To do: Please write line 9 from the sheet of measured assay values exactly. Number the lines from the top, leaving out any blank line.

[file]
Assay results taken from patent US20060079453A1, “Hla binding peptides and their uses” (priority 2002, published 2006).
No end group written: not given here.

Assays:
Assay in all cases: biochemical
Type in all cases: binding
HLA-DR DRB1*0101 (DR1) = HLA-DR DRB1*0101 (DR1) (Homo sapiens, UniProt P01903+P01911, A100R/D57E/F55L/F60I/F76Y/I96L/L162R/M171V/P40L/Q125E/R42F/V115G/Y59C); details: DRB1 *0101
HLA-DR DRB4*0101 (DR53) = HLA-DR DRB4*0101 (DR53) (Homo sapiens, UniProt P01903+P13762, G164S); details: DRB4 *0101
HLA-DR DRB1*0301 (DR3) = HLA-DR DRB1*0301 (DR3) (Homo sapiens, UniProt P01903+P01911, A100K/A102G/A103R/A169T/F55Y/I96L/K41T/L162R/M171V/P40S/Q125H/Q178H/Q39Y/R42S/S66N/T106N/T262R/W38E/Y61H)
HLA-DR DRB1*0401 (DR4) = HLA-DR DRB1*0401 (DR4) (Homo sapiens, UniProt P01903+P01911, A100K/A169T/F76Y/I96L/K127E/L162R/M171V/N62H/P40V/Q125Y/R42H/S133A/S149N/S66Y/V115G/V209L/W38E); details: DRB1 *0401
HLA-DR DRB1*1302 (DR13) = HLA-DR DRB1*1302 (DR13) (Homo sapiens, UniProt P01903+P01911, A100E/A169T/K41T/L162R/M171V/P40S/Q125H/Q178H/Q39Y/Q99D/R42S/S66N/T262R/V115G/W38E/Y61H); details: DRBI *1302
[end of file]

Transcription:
HLA-DR DRB1*0401 (DR4) = HLA-DR DRB1*0401 (DR4) (Homo sapiens, UniProt P01903+P01911, A100K/A169T/F76Y/I96L/K127E/L162R/M171V/N62H/P40V/Q125Y/R42H/S133A/S149N/S66Y/V115G/V209L/W38E); details: DRB1 *0401